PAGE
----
Not only did Mauricio Mendez and Radka Kahlefeldt prevail at the inaugural Alveo Ironman 70.3 Davao but the race was also a celebration of human endurance
By Catherine Orda | Photos by Javier Lobregat
Over 1,700 athletes from 39 countries participated at the inaugural Alveo Ironman 70.3 Davao, which marks the first time an Ironman event is held in Mindanao.
“We can’t truly say that it is Ironman Philippines if we are not in Luzon, Visayas, and Mindanao,” Sunrise Events founder Fred Uytengsu said. The anticipation for what was undoubtedly an athletic and cultural milestone cannot be overstated, as the three-day race was perpetually charged right from the beginning.
Roaring crowds surrounded almost every race, and the energy only doubled at the commencement of the titular event: A few minutes after sunrise saw the participating athletes gathered at Azuela Cove, and after nearly five hours, over 20 athletes emerged as esteemed finishers of the 1.9-kilometer swim, 90-kilometer bike, and 21-kilometer run competition. Here’s our report of what went down in the race:
Mauricio Mendez’ Gradual Ascent
XTERRA champion Mauricio Mendez of Mexico was fifth out of the water—about seven seconds behind Australian Eric Watson, who was the first to finish the swim at just over 23 minutes. But it was South African Kyle Buckingham, a double Ironman Champion, who took the lead during the bike leg. Trailing closely behind him was last year’s Ironman 70.3 Cebu champion Tim Reed. Mendez at this point was behind Reed by about two minutes. Reed then took the lead during the run leg, yet it was Mendez who emerged as the first overall finisher, with a time of 3:50:32.
The 22 year-old Mexican, who was second to Reed in last year’s Cebu race, accepted the Kublai Millan-designed medal, smiled, and thanked the crowd despite extreme exhaustion. “I feel super happy and grateful to be a part of this race. The competitors, they’re all super strong guys. These are people I really admire and respect,” he said, adding that he’ll be focusing on world championships and XTERRA this year. Tim Reed, 3:52, and Tim Van Berkel, 3:53, took second and third place, respectively.
Radka Kahlefeldt’s Win Is an Incredible Feat
Being able to finish an Ironman 70.3 is already an amazing feat in itself; while emerging as one of the first few finishers seems almost too intimidating a goal for any triathlete. But the idea of doing those just 10 weeks after giving birth is nothing if not absolutely absurd. Yet it happened: Czech Republic’s Radka Kahlefeldt, who gave birth to her daughter Ruby just over two months ago, finished the race in 4:25:38. Asked how she did it, Kahlefeldt says: “I think the biggest challenge for me was the heat, especially during the run. But the people, they were amazing, they helped… just to forget about the pain and to just keep going. There were refreshment stations everywhere, and I just stopped to get ice and water as much as I could.”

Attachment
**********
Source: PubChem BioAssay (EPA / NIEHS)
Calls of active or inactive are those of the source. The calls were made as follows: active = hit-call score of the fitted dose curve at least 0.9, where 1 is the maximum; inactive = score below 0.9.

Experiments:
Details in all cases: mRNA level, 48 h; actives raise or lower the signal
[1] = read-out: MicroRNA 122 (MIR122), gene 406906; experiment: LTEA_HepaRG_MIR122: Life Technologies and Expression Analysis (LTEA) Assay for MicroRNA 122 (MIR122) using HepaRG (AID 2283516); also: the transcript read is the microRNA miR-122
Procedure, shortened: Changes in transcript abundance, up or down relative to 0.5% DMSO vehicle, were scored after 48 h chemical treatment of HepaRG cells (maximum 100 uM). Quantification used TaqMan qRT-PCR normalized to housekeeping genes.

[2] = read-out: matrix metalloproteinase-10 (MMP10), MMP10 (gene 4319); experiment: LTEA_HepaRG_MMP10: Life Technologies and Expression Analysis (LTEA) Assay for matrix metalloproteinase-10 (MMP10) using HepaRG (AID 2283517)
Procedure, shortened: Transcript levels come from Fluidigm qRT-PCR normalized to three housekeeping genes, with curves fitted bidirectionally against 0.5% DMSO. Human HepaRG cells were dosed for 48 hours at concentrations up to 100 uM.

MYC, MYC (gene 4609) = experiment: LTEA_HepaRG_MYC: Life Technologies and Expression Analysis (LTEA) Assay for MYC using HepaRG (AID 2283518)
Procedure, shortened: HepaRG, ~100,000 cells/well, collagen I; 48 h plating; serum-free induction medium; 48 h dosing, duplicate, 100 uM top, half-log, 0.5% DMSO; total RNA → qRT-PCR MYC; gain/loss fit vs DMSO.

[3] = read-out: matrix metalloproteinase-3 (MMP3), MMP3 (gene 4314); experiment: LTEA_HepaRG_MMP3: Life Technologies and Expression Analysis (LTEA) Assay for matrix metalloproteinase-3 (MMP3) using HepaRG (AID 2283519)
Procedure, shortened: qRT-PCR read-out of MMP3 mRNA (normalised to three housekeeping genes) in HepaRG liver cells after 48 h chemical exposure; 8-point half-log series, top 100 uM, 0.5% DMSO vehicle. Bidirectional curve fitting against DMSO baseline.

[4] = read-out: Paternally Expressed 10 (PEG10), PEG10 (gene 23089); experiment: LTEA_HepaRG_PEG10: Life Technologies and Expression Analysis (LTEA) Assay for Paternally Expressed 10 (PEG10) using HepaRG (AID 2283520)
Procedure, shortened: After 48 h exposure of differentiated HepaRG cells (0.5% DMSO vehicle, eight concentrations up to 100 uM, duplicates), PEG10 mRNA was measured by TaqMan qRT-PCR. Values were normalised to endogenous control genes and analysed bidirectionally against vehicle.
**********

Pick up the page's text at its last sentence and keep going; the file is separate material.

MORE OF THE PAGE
Unlike Mendez who took the lead during the latter portion of the race, Kahlefeldt was consistently in the lead. Next for the new mom? “I’m going to race next month in Melbourne, and then I’ll come back to Asia to do 70.3 Vietnam, and then I’m coming back here for Cebu 70.3.” Japan’s Naomi Washizu (4:36) and Australia’s Dimity Lee Duke (4:39) took second and third place, respectively.
Asian Elites Made the Filipino Crowd Proud
The Davao heat continued to intensify at about four hours since gunstart, so the crowd could only express amazement at the athletes’ display of endurance and perhaps a bit of pride as it was at this point that Filipino athletes finally crossed the finished line. Jorry Ycong and August Benedicto were the first two finishers from the Asian Elite Male category, clocking in at 4:24 and 4:25, respectively. While Leanne Szeto of Hong Kong finished first among the females with a time of 4:52.
“Triathlon Is a Lifestyle”
As the end of the first Mindanao Ironman began, it felt less a competition and more a celebration. Yes, it’s technically a competitive event—and an extreme one at that. Yet something has to be said about the cheers and the emotional outpour of support and amazement that met not just the top finishers, but every single athlete that emerged from the finish line.
Everyone in the event celebrated the courage, sportsmanship, and almost inhuman endurance displayed by the athletes, whose passion for triathlon is undeniable. As Mendez says about the sport: “Triathlon is a lifestyle. You need to enjoy it, and you really need to live it.” Kahlefeldt also shares a few simple and practical words: “Don’t be afraid, and just do it. But maybe start with shorter distances, and then you can do a half Ironman.”
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